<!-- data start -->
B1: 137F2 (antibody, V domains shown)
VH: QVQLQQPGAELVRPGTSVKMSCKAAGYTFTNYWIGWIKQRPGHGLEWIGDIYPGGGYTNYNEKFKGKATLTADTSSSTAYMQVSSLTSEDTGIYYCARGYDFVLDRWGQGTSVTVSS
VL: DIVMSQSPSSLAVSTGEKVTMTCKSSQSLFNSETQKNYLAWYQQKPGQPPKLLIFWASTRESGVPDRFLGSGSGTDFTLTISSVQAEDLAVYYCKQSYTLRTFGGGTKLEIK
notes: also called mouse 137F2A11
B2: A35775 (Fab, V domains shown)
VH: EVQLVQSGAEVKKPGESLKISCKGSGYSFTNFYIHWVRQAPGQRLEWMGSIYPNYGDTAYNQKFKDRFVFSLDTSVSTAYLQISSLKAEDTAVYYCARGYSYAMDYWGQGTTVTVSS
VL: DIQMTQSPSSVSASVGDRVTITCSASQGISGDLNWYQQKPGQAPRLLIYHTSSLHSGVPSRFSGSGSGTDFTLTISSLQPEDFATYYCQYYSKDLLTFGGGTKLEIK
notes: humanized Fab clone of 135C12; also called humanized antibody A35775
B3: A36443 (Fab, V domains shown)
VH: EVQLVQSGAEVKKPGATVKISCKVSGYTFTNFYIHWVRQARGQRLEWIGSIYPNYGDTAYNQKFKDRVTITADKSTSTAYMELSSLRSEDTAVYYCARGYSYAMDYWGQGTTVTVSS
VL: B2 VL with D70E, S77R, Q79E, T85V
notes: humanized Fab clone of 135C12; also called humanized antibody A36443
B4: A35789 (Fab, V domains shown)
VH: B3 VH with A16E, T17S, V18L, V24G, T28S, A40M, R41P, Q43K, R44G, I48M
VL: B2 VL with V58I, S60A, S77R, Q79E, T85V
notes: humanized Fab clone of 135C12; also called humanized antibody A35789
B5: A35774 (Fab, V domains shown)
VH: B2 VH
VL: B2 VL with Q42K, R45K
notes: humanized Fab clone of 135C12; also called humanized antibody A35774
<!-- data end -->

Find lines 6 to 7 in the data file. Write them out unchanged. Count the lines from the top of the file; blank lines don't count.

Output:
VH: EVQLVQSGAEVKKPGESLKISCKGSGYSFTNFYIHWVRQAPGQRLEWMGSIYPNYGDTAYNQKFKDRFVFSLDTSVSTAYLQISSLKAEDTAVYYCARGYSYAMDYWGQGTTVTVSS
VL: DIQMTQSPSSVSASVGDRVTITCSASQGISGDLNWYQQKPGQAPRLLIYHTSSLHSGVPSRFSGSGSGTDFTLTISSLQPEDFATYYCQYYSKDLLTFGGGTKLEIK